Simon Helberg was admittedly star struck when he was cast to play a pianist alongside virtuosos Hugh Grant and Meryl Streep in “Florence Foster Jenkins.”
But nothing compared to recording opera tracks at Abbey Road, which he describes as a “collision of dreams.”
“Me and Meryl went into the same studio that The Beatles recorded all of their albums in,” says Helberg, who was born to an actor father and casting director mother. “We kind of desecrated the place because, she plays this atrocious singer and we are kind of butchering all of these great pieces in music.”
That’s pretty much the norm for the film that opened Aug. 12. In the biopic, Streep plays a tone-deaf opera singer; Helberg is her fledgling pianist, Cosmé McMoon.
Although Helberg is best known for portraying a bowl cut-sporting Poindexter on TV series “The Big Bang Theory,” he has been playing piano since he was 10, and tickles the ivories throughout the film. Helberg had longtime ambitions of pursuing a career as a jazz or rock musician.
“Around 16 or so, I just sort of switched and decided that I had to be an actor,” he says. “But I had never done anything in the classical or opera field.”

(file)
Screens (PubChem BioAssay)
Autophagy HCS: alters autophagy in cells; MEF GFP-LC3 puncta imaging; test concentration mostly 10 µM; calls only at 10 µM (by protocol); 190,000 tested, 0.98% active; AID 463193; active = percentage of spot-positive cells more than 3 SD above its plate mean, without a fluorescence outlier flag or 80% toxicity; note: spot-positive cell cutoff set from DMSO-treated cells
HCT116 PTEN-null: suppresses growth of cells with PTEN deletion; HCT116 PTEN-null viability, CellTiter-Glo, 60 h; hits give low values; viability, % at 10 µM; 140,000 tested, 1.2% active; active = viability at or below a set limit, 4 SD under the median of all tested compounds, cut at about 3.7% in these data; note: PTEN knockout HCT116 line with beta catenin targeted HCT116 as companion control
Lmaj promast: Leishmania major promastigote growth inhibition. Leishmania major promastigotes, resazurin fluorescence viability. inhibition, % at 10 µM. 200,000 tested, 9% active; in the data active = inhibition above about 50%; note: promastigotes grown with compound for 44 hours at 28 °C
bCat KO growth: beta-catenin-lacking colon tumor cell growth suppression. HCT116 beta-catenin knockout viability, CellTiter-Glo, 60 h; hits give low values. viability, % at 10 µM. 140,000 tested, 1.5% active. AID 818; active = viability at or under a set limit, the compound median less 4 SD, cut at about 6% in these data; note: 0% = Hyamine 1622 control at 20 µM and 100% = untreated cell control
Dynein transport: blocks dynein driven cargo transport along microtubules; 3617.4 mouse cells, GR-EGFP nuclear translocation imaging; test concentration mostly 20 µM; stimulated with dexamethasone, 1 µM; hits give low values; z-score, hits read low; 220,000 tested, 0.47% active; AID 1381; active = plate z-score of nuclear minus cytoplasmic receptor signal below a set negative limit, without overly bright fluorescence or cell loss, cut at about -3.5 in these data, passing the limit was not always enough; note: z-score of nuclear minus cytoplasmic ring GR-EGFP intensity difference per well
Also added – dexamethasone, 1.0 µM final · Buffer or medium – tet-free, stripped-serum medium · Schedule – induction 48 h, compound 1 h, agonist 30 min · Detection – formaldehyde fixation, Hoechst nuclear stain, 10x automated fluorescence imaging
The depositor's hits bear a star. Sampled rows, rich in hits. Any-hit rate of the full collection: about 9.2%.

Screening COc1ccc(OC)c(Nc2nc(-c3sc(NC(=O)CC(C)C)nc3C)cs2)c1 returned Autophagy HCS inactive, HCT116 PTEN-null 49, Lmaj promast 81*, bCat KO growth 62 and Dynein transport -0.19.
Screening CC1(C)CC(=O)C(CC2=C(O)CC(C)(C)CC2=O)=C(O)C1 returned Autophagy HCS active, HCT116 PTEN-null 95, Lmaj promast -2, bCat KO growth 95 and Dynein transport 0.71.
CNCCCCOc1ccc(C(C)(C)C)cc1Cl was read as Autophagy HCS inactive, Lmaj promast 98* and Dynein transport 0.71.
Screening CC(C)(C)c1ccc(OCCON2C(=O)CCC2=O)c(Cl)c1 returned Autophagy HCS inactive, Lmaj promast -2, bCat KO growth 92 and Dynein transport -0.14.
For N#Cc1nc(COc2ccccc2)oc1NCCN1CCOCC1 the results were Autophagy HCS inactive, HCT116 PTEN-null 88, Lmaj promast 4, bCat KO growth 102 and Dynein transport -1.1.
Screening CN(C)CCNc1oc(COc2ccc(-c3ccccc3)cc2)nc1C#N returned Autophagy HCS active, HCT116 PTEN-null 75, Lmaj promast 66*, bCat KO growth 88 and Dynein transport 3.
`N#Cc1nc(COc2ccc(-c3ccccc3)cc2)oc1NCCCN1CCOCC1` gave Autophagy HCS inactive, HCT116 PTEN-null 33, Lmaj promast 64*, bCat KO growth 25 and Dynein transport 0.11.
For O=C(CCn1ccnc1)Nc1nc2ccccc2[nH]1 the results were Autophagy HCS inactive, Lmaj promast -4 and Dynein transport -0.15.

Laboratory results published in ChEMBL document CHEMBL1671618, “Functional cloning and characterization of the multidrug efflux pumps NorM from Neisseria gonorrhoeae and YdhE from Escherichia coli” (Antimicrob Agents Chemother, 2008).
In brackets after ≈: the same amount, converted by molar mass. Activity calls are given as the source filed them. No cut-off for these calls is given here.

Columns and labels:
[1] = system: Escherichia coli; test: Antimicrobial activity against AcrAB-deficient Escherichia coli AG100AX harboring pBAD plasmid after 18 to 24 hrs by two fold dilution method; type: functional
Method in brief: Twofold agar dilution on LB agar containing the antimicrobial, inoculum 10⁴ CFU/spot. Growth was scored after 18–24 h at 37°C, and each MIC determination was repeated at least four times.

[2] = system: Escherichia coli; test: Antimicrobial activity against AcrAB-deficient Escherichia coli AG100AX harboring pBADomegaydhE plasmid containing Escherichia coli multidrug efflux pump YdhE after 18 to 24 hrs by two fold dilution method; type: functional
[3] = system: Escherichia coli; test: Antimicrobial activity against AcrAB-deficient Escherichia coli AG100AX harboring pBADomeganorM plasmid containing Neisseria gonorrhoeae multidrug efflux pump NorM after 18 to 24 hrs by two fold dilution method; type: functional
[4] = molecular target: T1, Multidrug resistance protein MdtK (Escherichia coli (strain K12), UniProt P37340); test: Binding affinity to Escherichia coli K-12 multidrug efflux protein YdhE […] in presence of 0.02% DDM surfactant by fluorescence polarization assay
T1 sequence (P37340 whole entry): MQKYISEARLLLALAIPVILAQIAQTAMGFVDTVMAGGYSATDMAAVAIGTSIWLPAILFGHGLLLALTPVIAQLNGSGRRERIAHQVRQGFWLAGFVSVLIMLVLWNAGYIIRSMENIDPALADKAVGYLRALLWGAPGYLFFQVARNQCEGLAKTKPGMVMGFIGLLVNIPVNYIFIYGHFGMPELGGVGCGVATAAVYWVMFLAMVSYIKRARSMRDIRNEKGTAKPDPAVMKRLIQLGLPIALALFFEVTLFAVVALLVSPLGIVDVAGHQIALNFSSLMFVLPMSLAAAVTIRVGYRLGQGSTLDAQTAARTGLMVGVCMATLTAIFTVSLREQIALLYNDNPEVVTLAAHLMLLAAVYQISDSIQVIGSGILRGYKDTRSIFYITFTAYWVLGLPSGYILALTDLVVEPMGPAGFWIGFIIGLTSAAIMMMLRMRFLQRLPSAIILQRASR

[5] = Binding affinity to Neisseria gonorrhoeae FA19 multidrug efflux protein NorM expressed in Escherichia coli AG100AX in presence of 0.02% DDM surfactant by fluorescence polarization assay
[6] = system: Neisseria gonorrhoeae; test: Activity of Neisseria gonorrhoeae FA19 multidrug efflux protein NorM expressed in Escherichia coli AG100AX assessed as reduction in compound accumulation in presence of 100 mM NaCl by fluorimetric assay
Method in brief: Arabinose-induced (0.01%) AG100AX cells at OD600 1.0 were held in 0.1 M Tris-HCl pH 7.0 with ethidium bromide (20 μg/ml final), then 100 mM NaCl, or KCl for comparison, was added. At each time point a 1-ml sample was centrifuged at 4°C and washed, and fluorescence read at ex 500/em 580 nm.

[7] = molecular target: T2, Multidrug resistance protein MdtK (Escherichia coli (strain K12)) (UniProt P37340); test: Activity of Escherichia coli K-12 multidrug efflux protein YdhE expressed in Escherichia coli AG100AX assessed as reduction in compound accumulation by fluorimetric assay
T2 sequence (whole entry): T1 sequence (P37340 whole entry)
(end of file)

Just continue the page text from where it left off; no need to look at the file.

Helberg says the director, Stephen Frears, felt it imperative to find an actor who could actually play piano. Helberg admits he lied and called himself a classically trained pianist.
“I kind of had to learn it all in a few months,” he says. “It was intense.”
Helberg’s credits are lengthy, but he describes “Florence Foster Jenkins” as a “very prestigious kind of film.”
“It has this royalty in it, between Meryl and Stephen and Hugh,” he says. “I have never really been such an integral part of a movie.”
Helberg says working with industry juggernauts, though initially intimidating, was “as heavenly as you may hope.”
“I was immediately welcomed very warmly and felt, all of a sudden like we are all trying to make this the best we can,” he says.
The actor says playing music with Streep felt like “jumping into the unknown together” and fostered a sense of vulnerability.
Working with Frears was satisfying and seamless.
“He manages to fulfill his vision of the movie without ever compromising anybody else’s,” he says.
“I don’t know how he does it. He has made some of the most amazing, eclectic movies of any director, and I would try to emulate him if I understood the magic trick.”